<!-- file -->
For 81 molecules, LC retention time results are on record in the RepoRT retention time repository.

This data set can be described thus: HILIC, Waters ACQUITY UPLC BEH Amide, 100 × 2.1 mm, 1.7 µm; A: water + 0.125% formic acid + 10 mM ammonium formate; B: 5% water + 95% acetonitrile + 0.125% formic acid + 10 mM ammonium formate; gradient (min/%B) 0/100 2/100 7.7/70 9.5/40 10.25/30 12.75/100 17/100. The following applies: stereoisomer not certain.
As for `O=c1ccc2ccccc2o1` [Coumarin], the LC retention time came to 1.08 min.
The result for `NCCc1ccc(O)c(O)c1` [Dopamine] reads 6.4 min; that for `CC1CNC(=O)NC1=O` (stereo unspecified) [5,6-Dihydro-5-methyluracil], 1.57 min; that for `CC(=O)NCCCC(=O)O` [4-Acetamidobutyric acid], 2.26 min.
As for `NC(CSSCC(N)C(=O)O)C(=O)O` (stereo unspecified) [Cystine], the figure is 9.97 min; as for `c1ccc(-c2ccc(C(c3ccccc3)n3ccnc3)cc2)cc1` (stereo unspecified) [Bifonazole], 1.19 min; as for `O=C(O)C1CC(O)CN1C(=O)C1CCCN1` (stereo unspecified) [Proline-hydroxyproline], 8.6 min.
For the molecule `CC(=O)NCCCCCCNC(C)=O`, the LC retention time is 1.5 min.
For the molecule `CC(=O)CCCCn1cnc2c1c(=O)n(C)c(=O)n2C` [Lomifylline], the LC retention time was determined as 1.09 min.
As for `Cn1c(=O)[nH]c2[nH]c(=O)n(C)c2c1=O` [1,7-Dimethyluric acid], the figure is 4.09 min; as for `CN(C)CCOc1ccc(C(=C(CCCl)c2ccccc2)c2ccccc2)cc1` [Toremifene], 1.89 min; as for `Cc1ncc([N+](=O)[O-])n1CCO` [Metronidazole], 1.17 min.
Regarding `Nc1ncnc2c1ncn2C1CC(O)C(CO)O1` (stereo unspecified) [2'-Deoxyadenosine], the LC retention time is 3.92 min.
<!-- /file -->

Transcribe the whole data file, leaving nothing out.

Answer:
For 81 molecules, LC retention time results are on record in the RepoRT retention time repository.

This data set can be described thus: HILIC, Waters ACQUITY UPLC BEH Amide, 100 × 2.1 mm, 1.7 µm; A: water + 0.125% formic acid + 10 mM ammonium formate; B: 5% water + 95% acetonitrile + 0.125% formic acid + 10 mM ammonium formate; gradient (min/%B) 0/100 2/100 7.7/70 9.5/40 10.25/30 12.75/100 17/100. The following applies: stereoisomer not certain.
As for `O=c1ccc2ccccc2o1` [Coumarin], the LC retention time came to 1.08 min.
The result for `NCCc1ccc(O)c(O)c1` [Dopamine] reads 6.4 min; that for `CC1CNC(=O)NC1=O` (stereo unspecified) [5,6-Dihydro-5-methyluracil], 1.57 min; that for `CC(=O)NCCCC(=O)O` [4-Acetamidobutyric acid], 2.26 min.
As for `NC(CSSCC(N)C(=O)O)C(=O)O` (stereo unspecified) [Cystine], the figure is 9.97 min; as for `c1ccc(-c2ccc(C(c3ccccc3)n3ccnc3)cc2)cc1` (stereo unspecified) [Bifonazole], 1.19 min; as for `O=C(O)C1CC(O)CN1C(=O)C1CCCN1` (stereo unspecified) [Proline-hydroxyproline], 8.6 min.
For the molecule `CC(=O)NCCCCCCNC(C)=O`, the LC retention time is 1.5 min.
For the molecule `CC(=O)CCCCn1cnc2c1c(=O)n(C)c(=O)n2C` [Lomifylline], the LC retention time was determined as 1.09 min.
As for `Cn1c(=O)[nH]c2[nH]c(=O)n(C)c2c1=O` [1,7-Dimethyluric acid], the figure is 4.09 min; as for `CN(C)CCOc1ccc(C(=C(CCCl)c2ccccc2)c2ccccc2)cc1` [Toremifene], 1.89 min; as for `Cc1ncc([N+](=O)[O-])n1CCO` [Metronidazole], 1.17 min.
Regarding `Nc1ncnc2c1ncn2C1CC(O)C(CO)O1` (stereo unspecified) [2'-Deoxyadenosine], the LC retention time is 3.92 min.